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Fort Hood Shooter Convicted; San Diego Mayor Set to Resign; WWII Vet Beaten to Death; Logging Deadlier Than "Deadliest Catch"; Obama Discusses Crisis in Syria

Aired August 23, 2013 - 16:00   ET


JAKE TAPPER, CNN ANCHOR: So what will Bob Filner do for his next job? Wet T-shirt contest judge? Is Sterling Cooper Draper Pryce hiring?

I'm Jake Tapper. This is THE LEAD.

The national lead, this could be Mayor Bob Filner's last hour in office. The city council its meeting at this moment to decide the fate of the San Diego Democrat. But will taxpayers be stuck with the bill?

In other national news, the Fort Hood shooter was today convicted on all counts. Now the question before the court, should he be put to death? Isn't that exactly what he wanted in the first place? How his victims are reacting coming right up.

Plus, senseless and shocking -- an arrest made after two teens allegedly pummelled an elderly World War II vet to death for simply minding his own business. Why all these random acts of violence?

Good afternoon, everyone. I'm Jake Tapper. Welcome to THE LEAD.

We will begin with the national lead and a moment some people have been waiting for for weeks. Right now, we are waiting to here if San Diego Mayor Bob Filner is official out of a job. Filner has been under pressure for weeks to step down after being publicly accused of sexually harassing, if not assaulting 18 women.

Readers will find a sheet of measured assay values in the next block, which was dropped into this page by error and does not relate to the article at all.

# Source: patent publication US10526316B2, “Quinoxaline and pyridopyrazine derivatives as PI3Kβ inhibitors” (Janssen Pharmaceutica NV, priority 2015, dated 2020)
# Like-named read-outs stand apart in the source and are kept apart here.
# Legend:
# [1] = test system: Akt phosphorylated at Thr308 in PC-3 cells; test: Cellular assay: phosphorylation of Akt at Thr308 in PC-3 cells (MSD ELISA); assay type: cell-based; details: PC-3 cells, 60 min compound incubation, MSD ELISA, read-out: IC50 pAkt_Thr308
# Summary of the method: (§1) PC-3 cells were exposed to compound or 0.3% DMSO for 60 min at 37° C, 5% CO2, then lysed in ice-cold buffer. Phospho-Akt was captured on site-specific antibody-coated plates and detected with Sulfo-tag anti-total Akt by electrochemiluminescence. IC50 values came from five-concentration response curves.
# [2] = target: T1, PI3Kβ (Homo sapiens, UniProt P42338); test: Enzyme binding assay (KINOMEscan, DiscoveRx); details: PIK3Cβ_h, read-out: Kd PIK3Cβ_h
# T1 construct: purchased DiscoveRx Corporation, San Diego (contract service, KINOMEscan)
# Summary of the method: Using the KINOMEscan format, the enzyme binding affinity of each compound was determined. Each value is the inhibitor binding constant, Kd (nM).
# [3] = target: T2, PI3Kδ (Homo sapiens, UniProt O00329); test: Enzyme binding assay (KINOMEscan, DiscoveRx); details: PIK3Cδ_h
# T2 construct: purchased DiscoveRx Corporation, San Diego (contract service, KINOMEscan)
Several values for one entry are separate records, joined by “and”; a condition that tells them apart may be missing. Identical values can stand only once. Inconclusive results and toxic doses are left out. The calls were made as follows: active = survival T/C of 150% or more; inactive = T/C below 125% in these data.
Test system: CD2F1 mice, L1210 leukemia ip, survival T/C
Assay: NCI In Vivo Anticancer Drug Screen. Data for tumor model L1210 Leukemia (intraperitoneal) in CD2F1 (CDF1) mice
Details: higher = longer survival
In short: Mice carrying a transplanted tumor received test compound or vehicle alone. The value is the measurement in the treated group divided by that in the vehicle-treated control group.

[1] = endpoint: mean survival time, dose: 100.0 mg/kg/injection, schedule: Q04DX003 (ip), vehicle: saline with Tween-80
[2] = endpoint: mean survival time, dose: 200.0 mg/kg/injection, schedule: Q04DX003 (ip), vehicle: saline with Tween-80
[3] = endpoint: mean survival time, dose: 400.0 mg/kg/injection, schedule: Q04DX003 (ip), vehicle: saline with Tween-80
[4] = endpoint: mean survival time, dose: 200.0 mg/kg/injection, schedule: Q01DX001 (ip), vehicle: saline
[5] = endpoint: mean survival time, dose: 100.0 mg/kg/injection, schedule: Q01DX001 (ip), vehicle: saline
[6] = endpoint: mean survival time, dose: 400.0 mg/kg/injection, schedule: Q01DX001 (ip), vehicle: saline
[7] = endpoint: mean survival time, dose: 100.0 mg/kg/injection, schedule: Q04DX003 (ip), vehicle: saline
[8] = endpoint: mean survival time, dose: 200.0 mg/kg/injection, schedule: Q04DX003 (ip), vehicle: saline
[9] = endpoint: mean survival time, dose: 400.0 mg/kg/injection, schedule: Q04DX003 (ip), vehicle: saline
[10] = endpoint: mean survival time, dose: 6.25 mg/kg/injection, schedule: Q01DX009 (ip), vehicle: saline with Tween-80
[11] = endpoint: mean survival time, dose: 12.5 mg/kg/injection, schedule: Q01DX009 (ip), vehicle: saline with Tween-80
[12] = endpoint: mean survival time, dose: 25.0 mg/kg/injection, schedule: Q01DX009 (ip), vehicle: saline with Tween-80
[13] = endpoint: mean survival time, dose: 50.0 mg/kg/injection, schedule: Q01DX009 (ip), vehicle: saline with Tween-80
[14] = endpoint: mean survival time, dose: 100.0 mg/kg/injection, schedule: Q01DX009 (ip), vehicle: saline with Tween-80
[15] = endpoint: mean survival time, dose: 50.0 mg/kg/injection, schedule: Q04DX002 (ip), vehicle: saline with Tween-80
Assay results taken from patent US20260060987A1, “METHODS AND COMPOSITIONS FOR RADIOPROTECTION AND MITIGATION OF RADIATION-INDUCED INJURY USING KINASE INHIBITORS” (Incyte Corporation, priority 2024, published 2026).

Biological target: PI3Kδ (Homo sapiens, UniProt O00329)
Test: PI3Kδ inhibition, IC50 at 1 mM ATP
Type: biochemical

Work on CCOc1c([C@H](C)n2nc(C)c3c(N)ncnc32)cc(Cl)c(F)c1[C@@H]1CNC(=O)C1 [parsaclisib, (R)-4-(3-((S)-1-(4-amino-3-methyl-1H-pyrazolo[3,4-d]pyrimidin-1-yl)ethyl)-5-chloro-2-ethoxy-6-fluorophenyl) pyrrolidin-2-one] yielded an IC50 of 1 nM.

We are watching as the San Diego City Council is reviewing a proposed mediation deal for Filner's resignation. Those are live shots from inside the City Council. We will know the details of the agreement soon.

But "The Los Angeles Times" is already reporting that one sticking point would leave the city, in other words, taxpayers, picking up the tab for Filner's legal fees.

CNN's Casey Wian is inside City Hall right now, where that meeting is taking place. He joins us by phone.

Casey, have you learned anything more about the terms of this agreement?

CASEY WIAN, CNN CORRESPONDENT: We have not, Jake. Those terms will be revealed to the members of the City Council once they go into their closed session. Right now, what you are seeing is them preparing for an open session. There's a couple hundred people who have gathered in the City Council chambers, both supporters and opponents of Mayor Filner's. Some have been arguing in the past hour or so in preparation of this meeting. They want their voices to be heard before the City Council makes its decision whether to accept this proposed settlement or not.